Chevrolet National Landau Coupe

Chevrolet was on an expansionist kick as the 1920s roared to a close. Not only were technical advances arriving regularly, the cars had increasingly grandiose names. The 1927 models had been designated “Capitol”; for 1928 this grew to “National.”

The period was good for Chevrolet. Although long a distant second to Ford in the sales race, Chevy steadily gained ground through 1926. Then, in 1927 as Ford finally ceased production of the antiquated Model T, Chevy surged ahead, its advanced specification (overhead valves, selective gear transmission, steel disc wheels) compounding its temporary lack of competition. Chevrolet grew four inches in 1928 and received four-wheel brakes. It remained first in sales, as Ford’s new Model A struggled to catch up.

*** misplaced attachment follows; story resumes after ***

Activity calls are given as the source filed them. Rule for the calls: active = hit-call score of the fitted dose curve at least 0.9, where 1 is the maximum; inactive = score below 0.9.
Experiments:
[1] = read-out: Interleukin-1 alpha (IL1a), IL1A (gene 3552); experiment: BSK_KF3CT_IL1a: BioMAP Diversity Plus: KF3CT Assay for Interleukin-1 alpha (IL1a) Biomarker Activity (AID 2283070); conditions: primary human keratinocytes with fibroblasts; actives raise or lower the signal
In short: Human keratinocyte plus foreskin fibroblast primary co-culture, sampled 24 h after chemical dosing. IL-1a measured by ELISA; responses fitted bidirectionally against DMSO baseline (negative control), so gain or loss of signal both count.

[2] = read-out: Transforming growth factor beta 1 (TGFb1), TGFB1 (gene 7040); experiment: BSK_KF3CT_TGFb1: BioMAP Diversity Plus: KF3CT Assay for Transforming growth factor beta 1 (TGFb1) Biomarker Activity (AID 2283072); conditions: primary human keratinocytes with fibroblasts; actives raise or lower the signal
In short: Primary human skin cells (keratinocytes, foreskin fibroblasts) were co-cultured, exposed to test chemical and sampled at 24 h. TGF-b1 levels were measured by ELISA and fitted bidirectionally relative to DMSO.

This car was auctioned off by RM Auctions in October of 2010 at the Hershey Lodge, Hershey, Pennsylvania.

35 bhp, 170.9 cu. in. ohv inline four-cylinder engine, three-speed manual transmission, solid front axle and live rear axle with semi-elliptic leaf springs, and four-wheel mechanical brakes. Wheelbase: 107"

Source: RM Auctions
Photo Credit: Copyright Stephen Goodal

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